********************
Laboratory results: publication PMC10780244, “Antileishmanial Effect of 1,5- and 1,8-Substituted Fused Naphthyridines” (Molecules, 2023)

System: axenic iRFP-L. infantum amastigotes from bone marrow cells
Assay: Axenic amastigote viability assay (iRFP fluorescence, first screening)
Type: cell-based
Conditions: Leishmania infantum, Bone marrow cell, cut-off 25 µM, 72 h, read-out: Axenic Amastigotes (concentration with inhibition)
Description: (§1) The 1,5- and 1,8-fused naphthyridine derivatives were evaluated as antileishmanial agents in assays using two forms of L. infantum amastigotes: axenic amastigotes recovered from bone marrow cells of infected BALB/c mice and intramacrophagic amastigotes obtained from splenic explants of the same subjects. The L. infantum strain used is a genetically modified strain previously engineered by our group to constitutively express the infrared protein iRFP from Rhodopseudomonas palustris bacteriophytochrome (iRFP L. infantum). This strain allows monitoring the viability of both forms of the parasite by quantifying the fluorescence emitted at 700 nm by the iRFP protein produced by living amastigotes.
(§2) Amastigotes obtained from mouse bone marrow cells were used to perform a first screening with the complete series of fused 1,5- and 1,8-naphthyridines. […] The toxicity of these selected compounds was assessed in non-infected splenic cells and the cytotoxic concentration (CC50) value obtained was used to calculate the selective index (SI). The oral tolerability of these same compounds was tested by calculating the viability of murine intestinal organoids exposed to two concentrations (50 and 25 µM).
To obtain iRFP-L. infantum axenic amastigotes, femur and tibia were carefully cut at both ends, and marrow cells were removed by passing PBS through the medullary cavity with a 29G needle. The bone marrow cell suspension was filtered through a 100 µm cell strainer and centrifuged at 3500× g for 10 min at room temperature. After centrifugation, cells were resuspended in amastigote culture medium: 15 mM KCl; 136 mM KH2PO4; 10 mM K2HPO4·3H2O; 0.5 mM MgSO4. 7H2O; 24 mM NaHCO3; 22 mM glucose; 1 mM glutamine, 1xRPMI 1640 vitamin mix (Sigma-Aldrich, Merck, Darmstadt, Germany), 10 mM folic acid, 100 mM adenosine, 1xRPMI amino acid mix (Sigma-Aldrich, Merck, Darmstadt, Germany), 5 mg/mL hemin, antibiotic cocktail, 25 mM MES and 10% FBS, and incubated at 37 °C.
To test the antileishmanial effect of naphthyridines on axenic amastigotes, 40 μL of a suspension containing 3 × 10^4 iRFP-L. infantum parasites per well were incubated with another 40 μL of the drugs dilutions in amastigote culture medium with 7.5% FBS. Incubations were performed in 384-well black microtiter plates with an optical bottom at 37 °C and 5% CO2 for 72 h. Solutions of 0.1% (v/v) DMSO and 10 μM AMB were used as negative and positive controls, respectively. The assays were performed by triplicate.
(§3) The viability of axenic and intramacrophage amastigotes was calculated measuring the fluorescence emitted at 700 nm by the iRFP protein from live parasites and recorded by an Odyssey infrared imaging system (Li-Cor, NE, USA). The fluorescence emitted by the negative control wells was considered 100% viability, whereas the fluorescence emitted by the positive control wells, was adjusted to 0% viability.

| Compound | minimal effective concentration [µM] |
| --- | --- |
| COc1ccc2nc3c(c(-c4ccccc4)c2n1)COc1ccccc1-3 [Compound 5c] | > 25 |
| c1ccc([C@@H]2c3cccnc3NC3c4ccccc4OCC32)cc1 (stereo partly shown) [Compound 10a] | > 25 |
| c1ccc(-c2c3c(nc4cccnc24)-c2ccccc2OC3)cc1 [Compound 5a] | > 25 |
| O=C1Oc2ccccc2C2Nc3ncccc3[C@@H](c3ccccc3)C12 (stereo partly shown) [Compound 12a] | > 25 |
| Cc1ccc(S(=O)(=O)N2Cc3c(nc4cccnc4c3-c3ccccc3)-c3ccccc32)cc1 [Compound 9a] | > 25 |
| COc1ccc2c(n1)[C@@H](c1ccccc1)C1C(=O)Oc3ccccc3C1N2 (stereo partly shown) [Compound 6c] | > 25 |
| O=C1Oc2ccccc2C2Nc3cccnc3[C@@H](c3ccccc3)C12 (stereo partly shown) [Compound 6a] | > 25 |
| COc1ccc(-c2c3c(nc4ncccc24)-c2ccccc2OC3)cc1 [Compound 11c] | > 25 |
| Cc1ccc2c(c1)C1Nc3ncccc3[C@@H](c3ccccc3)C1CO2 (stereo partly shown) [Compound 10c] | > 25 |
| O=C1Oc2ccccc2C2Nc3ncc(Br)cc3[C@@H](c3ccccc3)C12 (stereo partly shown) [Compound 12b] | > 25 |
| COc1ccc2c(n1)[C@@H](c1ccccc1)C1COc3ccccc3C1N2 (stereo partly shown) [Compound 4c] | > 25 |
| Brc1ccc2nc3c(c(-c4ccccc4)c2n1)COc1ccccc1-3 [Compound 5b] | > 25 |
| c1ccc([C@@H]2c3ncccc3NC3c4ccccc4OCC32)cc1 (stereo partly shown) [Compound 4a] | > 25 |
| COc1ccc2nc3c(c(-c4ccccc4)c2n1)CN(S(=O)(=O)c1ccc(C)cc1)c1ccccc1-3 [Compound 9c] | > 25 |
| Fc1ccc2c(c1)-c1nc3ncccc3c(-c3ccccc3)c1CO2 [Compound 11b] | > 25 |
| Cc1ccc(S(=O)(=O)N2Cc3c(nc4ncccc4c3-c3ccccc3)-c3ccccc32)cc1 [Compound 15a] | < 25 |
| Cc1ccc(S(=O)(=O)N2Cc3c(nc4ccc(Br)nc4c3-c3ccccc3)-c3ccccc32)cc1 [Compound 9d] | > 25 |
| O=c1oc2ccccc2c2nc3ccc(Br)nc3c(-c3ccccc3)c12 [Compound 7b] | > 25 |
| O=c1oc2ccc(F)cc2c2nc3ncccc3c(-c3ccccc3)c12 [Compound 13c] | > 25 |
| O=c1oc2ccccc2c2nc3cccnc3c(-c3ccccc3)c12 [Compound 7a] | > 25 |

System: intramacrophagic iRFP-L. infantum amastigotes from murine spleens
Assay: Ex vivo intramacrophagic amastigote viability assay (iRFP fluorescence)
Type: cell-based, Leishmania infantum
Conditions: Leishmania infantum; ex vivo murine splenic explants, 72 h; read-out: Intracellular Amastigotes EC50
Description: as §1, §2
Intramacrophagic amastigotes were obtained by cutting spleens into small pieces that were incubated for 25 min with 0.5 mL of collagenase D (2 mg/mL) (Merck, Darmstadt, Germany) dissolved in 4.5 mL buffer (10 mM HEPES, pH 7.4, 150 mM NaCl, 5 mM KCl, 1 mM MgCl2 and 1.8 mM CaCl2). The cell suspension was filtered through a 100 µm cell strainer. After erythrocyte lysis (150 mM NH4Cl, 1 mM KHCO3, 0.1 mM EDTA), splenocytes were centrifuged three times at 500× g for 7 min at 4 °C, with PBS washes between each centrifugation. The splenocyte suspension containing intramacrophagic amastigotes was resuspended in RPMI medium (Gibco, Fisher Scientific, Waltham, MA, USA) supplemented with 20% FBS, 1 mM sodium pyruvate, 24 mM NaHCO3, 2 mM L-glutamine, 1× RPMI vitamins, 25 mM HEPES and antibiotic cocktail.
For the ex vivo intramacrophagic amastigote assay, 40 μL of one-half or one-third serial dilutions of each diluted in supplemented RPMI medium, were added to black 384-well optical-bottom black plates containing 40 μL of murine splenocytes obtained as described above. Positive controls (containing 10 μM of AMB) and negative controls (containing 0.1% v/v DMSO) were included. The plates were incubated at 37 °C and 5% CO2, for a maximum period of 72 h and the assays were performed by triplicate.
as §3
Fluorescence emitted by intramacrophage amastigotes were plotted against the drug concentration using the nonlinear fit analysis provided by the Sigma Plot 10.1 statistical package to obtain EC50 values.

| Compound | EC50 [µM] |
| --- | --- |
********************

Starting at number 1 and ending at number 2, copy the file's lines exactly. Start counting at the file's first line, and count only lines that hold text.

Laboratory results: publication PMC10780244, “Antileishmanial Effect of 1,5- and 1,8-Substituted Fused Naphthyridines” (Molecules, 2023)

System: axenic iRFP-L. infantum amastigotes from bone marrow cells